Abel Makkonen Tesfaye, stage name The Weeknd, had the honor of performing at the Super Bowl halftime show this past weekend, with a 15 minute set list. He opened the show with his hit song “Starboy,” followed by his renowned single “The Hills,” released in 2015. The third song was “Can’t Feel My Face,” which was a summer anthem in 2018. Other songs performed by The Weeknd included “I Feel It Coming,” “Save Your Tears,” “Earned It” and “House of Balloons / Glass Table Girls.” The Weeknd closed his performance with “Blinding Lights,” a hit song from his 2020 album, “After Hours.”
The Weeknd’s journey to the Super Bowl began when he started his career as a recording artist in 2010 by uploading several anonymous songs to YouTube. He signed to Republic Records in 2012 and released four studio albums, the most recent being “After Hours.” The album received notable commercial success, with the songs “Heartless” and “Blinding Lights” reaching No. 1 on Billboard’s Hot 100 chart.
However, both The Weeknd and his fans became upset when the album was not recognized for the 2021 Grammys.
Hours after the Grammy nominations were announced, The Weeknd took to Twitter and wrote, “The Grammys remain corrupt. You owe me, my fans and the industry transparency…”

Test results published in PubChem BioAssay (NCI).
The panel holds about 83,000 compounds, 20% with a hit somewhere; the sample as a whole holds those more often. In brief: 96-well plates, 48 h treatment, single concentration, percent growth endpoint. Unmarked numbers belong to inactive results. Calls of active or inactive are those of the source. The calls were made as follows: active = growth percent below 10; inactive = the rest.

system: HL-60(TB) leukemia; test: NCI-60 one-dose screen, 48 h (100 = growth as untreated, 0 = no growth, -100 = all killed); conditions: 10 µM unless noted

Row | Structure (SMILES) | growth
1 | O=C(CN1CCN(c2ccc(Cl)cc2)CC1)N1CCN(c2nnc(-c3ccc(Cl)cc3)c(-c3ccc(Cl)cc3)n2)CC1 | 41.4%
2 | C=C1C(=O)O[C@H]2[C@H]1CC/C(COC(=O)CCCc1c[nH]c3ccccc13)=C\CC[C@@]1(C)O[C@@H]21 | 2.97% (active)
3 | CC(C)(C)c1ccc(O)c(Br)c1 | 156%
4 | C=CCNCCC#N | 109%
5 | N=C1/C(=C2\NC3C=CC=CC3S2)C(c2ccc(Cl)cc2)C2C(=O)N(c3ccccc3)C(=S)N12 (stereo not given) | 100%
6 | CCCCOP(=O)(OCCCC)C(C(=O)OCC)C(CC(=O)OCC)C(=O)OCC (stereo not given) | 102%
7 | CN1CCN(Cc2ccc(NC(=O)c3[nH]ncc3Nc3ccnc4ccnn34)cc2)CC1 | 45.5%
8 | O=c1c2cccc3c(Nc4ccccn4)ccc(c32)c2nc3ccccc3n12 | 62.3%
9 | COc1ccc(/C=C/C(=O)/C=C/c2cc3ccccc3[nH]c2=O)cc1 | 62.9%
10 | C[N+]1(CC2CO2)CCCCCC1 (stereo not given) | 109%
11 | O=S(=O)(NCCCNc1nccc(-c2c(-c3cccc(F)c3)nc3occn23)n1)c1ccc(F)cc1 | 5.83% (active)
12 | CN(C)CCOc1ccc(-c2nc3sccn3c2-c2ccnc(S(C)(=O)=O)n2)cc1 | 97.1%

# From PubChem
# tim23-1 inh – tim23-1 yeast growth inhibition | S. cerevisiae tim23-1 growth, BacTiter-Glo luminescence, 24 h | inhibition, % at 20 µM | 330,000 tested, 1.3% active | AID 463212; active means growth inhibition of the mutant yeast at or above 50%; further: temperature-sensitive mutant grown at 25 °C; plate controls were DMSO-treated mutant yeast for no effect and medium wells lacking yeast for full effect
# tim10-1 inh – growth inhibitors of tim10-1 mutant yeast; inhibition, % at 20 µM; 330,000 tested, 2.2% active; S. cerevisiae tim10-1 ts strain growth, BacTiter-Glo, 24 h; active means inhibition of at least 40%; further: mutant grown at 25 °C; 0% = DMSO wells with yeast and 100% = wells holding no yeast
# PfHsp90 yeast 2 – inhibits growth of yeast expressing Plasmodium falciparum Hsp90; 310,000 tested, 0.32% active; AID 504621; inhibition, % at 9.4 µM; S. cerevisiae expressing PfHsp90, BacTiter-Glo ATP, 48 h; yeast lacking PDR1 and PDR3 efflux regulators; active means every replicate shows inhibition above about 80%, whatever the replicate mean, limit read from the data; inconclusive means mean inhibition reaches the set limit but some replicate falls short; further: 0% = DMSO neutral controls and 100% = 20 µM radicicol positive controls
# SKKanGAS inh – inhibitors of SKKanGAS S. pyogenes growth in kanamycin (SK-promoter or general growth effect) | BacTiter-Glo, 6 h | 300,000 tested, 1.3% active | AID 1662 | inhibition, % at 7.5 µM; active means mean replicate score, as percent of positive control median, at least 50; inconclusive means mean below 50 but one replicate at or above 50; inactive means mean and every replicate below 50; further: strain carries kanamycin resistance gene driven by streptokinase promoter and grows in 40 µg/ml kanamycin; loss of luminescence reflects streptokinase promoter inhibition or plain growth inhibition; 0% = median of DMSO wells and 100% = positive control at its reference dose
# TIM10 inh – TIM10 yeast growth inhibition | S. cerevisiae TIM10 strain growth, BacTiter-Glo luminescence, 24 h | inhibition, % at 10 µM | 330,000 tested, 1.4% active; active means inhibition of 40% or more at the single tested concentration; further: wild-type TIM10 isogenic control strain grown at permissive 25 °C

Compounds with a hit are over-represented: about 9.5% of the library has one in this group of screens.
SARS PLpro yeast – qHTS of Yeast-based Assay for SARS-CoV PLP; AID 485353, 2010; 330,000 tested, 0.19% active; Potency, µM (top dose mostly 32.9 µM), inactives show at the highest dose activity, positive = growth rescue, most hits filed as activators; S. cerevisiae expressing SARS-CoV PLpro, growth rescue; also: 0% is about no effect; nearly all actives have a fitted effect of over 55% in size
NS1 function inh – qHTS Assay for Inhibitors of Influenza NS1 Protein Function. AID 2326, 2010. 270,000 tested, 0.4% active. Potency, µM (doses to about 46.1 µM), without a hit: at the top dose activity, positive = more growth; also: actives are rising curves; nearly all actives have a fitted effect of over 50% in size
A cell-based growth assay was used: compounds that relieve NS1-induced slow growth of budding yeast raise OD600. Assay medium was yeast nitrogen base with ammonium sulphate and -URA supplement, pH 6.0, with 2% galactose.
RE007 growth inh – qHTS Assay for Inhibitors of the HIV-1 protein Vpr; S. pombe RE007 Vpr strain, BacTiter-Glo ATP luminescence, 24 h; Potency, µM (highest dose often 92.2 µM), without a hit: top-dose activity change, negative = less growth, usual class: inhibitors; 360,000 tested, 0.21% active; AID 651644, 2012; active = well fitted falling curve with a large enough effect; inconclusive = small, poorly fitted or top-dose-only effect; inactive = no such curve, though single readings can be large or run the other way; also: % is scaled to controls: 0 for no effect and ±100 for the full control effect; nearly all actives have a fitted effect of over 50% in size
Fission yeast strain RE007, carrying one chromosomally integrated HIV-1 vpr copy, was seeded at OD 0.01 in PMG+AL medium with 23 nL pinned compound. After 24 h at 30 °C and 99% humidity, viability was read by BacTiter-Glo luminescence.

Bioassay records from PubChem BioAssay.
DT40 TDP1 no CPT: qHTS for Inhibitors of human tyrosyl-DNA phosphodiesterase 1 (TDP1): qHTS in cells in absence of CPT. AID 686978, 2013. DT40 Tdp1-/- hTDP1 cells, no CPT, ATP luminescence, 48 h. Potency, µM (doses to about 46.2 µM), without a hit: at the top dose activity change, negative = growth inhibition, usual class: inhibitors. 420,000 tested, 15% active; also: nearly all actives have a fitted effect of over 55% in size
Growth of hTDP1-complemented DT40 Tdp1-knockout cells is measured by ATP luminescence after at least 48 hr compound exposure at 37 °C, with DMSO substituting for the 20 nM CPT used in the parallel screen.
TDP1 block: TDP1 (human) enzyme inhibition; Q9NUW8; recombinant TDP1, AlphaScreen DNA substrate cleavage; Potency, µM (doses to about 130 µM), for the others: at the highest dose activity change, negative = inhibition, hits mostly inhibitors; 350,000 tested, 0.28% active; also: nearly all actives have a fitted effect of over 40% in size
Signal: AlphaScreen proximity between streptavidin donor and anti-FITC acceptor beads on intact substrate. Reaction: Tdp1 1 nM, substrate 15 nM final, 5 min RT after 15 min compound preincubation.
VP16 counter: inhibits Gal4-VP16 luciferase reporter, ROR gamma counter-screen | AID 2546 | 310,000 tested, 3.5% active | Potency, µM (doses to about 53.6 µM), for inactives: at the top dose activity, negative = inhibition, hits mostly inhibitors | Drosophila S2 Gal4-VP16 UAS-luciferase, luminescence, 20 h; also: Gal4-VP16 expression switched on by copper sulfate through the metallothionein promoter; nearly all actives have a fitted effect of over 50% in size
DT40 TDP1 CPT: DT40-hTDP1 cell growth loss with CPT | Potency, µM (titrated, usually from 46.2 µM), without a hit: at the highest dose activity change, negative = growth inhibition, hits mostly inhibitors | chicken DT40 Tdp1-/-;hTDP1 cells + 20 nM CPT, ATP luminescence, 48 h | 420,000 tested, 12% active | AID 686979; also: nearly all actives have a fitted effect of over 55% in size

The tweet sparked a conversation about the process by which the Grammy nominations are selected. According to the Grammys’ official website, the members of the board and record companies submit entries that are then screened for eligibility and placed in the proper category. The nomination process begins with first-round ballots, where Academy voting members are directed to vote only within their areas of expertise. Members are allowed to vote in up to 15 categories in that genre field as well as the general field, which consists of record of the year, album of the year, song of the year and best new artist. For craft or special categories, final nominations are selected by national nomination review committees. After the nominations are confirmed, the final ballot goes out to voting members and the results are calculated and then announced at the Grammys ceremony.
This process — and The Weeknd’s lack of nominations — has been criticized by well-respected members of the music industry, including Kid Cudi and Elton John.
In a Billboard cover issue released in January 2021, The Weeknd said he didn’t care about the controversy anymore and said, “I have three Grammys, which mean nothing to me now, obviously. It’s not like, ‘Oh, I want the Grammy!’ It’s just that this happened, and I’m down to get in front of the fire, as long as it never happens again. I suck at giving speeches anyways. Forget awards shows.”
His Super Bowl performance might just be a testament to this statement. The Weeknd, clad in his signature red sparkly jacket, performed most of his big songs, traveling back in time through his greatest hits (so far) and involved the stadium in a gigantic performance of his greatest hit to date: “Blinding Lights.”